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School Shootings: The Columbine Generation Copes

A Columbine survivor speaks out about shool shootings and their impact on youths.
By
WebMD Feature
Reviewed by Louise Chang, MD

Once again, school shootings are in the headlines. And in recent years, those headlines have become all too familiar to students.

"It's affected the generation dramatically," Marjorie Lindholm, a survivor of the 1999 Columbine High School shootings in Littleton, Colo., tells WebMD. "If you notice the pattern of the school shootings, they were high schools and now it's moving into colleges, which kind of means it's following the age group."

Lindholm was in a classroom where a wounded teacher died before a SWAT team got the students out.

After Columbine, "I dropped out of high school, and it took a lot of years to get courage to go to college, and I still can't do it," she says. "I was trying to do a biology major, but you have to go to the classroom, and last semester I quit going again because there's been so many shootings." She is now pursuing a sociology degree online "so that I don't have to walk into a classroom anymore for the remainder of my bachelor's."

Years later, school shootings bring back painful memories. "Every time something like that happens, you kind of relive what you lived through," says Lindholm. "On those days, you do need to find comfort in something. My thing is ice cream ... cookies and cream," she says.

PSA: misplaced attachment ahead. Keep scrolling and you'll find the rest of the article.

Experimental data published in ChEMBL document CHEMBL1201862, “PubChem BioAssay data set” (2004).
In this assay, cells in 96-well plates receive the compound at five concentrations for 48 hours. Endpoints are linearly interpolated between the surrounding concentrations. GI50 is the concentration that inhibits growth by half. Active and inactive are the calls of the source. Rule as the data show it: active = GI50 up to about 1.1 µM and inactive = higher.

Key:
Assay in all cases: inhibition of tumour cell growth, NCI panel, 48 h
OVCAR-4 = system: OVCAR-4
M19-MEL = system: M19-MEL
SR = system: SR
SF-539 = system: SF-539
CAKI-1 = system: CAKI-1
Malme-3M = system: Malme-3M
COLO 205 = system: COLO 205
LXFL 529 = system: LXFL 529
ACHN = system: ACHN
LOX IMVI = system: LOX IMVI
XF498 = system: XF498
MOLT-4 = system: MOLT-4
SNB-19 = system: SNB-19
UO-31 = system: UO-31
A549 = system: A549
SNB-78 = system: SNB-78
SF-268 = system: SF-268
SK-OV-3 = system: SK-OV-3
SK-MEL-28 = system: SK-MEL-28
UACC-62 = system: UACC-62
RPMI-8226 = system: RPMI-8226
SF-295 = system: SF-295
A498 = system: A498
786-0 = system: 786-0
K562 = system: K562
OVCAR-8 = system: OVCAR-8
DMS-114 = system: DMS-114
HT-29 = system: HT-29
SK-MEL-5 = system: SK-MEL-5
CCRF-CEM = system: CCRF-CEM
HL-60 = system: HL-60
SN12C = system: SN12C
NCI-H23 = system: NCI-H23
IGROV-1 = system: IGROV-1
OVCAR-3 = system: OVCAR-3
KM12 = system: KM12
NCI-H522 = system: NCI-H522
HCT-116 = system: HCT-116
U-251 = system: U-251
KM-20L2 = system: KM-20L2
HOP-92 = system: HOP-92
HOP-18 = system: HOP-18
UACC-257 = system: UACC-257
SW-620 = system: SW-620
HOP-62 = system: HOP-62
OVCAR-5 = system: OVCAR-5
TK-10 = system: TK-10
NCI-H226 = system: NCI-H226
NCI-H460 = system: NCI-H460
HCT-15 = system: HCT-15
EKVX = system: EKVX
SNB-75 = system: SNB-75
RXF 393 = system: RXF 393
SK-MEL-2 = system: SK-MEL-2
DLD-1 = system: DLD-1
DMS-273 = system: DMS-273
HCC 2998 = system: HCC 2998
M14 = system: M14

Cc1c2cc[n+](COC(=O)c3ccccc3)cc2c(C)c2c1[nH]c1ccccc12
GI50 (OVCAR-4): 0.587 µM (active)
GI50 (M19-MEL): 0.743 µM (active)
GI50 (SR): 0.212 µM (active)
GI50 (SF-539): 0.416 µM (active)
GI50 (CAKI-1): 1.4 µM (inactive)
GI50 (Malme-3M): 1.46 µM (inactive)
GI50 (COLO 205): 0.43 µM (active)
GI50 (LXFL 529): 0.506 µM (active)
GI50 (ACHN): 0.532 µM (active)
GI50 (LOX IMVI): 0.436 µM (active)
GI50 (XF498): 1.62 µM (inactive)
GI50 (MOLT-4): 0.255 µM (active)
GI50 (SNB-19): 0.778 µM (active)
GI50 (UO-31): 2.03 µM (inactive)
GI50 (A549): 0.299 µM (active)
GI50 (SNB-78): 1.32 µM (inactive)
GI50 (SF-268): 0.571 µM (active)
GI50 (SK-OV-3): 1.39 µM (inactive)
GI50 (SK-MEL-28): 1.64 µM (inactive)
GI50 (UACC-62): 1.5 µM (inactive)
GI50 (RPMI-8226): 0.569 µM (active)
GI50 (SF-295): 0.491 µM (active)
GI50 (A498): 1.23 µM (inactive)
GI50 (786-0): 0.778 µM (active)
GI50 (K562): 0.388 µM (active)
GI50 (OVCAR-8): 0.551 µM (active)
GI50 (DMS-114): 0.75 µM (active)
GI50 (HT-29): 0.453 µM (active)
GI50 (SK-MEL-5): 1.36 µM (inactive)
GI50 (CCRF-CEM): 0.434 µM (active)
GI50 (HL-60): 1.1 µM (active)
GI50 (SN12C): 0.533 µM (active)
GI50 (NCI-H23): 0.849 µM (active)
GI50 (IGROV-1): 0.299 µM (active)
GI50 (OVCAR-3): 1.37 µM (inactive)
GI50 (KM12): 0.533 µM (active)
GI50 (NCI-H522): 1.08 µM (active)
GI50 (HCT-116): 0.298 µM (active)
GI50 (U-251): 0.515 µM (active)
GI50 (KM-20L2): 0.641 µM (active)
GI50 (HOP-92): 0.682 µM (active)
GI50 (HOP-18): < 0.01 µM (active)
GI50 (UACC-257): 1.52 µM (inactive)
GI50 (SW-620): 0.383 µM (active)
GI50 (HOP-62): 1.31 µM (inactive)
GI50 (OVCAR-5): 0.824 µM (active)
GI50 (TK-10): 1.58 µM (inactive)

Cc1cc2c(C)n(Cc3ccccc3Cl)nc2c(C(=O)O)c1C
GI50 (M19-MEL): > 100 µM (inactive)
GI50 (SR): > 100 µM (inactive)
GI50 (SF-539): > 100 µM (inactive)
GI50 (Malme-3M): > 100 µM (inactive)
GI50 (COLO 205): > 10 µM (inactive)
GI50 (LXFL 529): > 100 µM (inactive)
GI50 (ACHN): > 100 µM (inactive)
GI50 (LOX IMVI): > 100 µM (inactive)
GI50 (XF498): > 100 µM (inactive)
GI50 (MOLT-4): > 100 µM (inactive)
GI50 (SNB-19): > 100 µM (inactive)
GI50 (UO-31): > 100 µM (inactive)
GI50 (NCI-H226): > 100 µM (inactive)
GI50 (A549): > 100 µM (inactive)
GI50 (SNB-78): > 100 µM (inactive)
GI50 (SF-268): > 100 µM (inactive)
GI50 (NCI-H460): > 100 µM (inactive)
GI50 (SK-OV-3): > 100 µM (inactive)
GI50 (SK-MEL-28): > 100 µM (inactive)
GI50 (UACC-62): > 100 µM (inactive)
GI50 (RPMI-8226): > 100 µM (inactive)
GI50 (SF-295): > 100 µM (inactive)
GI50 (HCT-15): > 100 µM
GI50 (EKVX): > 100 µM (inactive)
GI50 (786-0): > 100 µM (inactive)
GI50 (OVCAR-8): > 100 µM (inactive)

But it's not just about food. Lindholm reaches out to school shooting survivors through her MySpace page. "Anyone can contact me, and other Columbine victims are also available to talk. There's a network of people that are ready to help if they reach out and look for them," says Lindholm.

Columbine Generation?

Students who were in elementary, middle, or high school when Columbine happened are now teens or young adults.

"These young people have been exposed to more violence than perhaps any other previous generation just because of [its prevalence] in television, movies, and actual coverage of violent incidents," Scott Poland, EdD, tells WebMD.

Poland is the crisis coordinator at Nova Southeastern University in Fort Lauderdale, Fla. He's been involved in crisis work at 11 school shootings, including Columbine.

"Columbine sent shock waves through every school in America," says Poland. "My daughter, Jill, was an eighth-grader in Houston at that time. She didn't want to get out of the car the next morning because she was afraid."

Researchers haven't yet studied the impact that the string of school shootings has had on the teens and young adults who have grown up with such crimes.

"I think if there's a cumulative effect, it's because we don't talk about things the way we should," says Poland.

"You can run a theory that says they'd be more fearful because they've had more of these incidents in their lives and so it seems that life is more unpredictable, and if you add 9/11 to that, it's even been a stronger part of their lives," Patrick Tolan, PhD, director of the Institute for Juvenile Research at the University of Illinois at Chicago, tells WebMD.

"On the other hand," says Tolan, "these kinds of things have been in their lives in a such a way that it may not be as shocking as much as it is for people who grow up not hearing about these things."

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